Every investor in Independence Holding Company (NYSE:IHC) should be aware of the most powerful shareholder groups. Large companies usually have institutions as shareholders, and we usually see insiders owning shares in smaller companies. Companies that have been privatized tend to have low insider ownership.
Independence Holding is not a large company by global standards. It has a market capitalization of US$505.0m, which means it wouldn’t have the attention of many institutional investors. Our analysis of the ownership of the company, below, shows that institutional investors have bought into the company. We can zoom in on the different ownership groups, to learn more about IHC.
What Does The Institutional Ownership Tell Us About Independence Holding?
Institutions typically measure themselves against a benchmark when reporting to their own investors, so they often become more enthusiastic about a stock once it’s included in a major index. We would expect most companies to have some institutions on the register, especially if they are growing.
We can see that Independence Holding does have institutional investors; and they hold 42.8% of the stock. This can indicate that the company has a certain degree of credibility in the investment community. However, it is best to be wary of relying on the supposed validation that comes with institutional investors. They too, get it wrong sometimes. When multiple institutions own a stock, there’s always a risk that they are in a ‘crowded trade’. When such a trade goes wrong, multiple parties may compete to sell stock fast. This risk is higher in a company without a history of growth. You can see Independence Holding’s historic earnings and revenue, below, but keep in mind there’s always more to the story.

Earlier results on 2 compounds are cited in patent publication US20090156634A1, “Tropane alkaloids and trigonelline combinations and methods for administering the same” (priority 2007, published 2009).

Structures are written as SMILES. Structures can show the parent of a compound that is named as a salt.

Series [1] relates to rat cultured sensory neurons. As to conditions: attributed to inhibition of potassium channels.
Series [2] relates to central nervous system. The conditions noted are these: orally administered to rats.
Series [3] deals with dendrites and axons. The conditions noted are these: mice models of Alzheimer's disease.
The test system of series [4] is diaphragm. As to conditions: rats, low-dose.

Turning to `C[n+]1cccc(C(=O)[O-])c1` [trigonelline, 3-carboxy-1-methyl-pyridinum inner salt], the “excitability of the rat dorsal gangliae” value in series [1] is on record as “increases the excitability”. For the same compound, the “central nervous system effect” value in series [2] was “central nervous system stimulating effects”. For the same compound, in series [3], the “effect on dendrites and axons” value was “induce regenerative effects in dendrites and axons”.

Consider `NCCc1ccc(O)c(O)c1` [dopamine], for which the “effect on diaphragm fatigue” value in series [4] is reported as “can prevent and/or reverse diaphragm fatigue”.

We note that hedge funds don’t have a meaningful investment in Independence Holding. We’re not picking up on any analyst coverage of the stock at the moment, so the company is unlikely to be widely held.
Insider Ownership Of Independence Holding
While the precise definition of an insider can be subjective, almost everyone considers board members to be insiders. Management ultimately answers to the board. However, it is not uncommon for managers to be executive board members, especially if they are a founder or the CEO.
Most consider insider ownership a positive because it can indicate the board is well aligned with other shareholders. However, on some occasions too much power is concentrated within this group.
I can report that insiders do own shares in Independence Holding Company. In their own names, insiders own US$24.5m worth of stock in the US$505.0m company. It is good to see some investment by insiders, but it might be worth checking if those insiders have been buying.
General Public Ownership
With a 14.8% ownership, the general public have some degree of sway over IHC. While this size of ownership may not be enough to sway a policy decision in their favour, they can still make a collective impact on company policies.
Private Company Ownership
We can see that Private Companies own 37.5%, of the shares on issue. Private companies may be related parties. Sometimes insiders have an interest in a public company through a holding in a private company, rather than in their own capacity as an individual. While it’s hard to draw any broad stroke conclusions, it is worth noting as an area for further research.
While it is well worth considering the different groups that own a company, there are other factors that are even more important.
I like to dive deeper into how a company has performed in the past. You can access this interactive graph of past earnings, revenue and cash flow for free .
Of course this may not be the best stock to buy. So take a peek at this free free list of interesting companies.
NB: Figures in this article are calculated using data from the last twelve months, which refer to the 12-month period ending on the last date of the month the financial statement is dated. This may not be consistent with full year annual report figures.
To help readers see past the short term volatility of the financial market, we aim to bring you a long-term focused research analysis purely driven by fundamental data. Note that our analysis does not factor in the latest price-sensitive company announcements.
The author is an independent contributor and at the time of publication had no position in the stocks mentioned. For errors that warrant correction please contact the editor at firstname.lastname@example.org.